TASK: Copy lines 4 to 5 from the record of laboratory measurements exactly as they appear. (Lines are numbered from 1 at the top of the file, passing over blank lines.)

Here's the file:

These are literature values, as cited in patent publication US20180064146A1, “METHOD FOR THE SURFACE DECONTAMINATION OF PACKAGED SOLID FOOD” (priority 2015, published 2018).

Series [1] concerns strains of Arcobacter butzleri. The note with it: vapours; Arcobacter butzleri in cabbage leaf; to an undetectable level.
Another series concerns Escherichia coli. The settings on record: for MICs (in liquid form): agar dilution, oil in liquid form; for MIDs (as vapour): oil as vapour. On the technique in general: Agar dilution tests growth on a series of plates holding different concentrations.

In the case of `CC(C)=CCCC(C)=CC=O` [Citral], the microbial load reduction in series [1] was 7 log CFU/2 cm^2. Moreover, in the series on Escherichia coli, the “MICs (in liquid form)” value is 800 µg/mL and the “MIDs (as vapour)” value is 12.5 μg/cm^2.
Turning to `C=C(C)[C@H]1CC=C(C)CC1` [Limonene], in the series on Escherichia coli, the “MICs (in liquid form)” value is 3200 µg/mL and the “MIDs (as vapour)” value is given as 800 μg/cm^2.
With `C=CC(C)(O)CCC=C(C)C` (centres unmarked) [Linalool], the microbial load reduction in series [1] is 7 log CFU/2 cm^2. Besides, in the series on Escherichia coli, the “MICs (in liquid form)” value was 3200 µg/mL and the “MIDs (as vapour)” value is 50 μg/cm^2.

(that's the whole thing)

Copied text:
In the case of `CC(C)=CCCC(C)=CC=O` [Citral], the microbial load reduction in series [1] was 7 log CFU/2 cm^2. Moreover, in the series on Escherichia coli, the “MICs (in liquid form)” value is 800 µg/mL and the “MIDs (as vapour)” value is 12.5 μg/cm^2.
Turning to `C=C(C)[C@H]1CC=C(C)CC1` [Limonene], in the series on Escherichia coli, the “MICs (in liquid form)” value is 3200 µg/mL and the “MIDs (as vapour)” value is given as 800 μg/cm^2.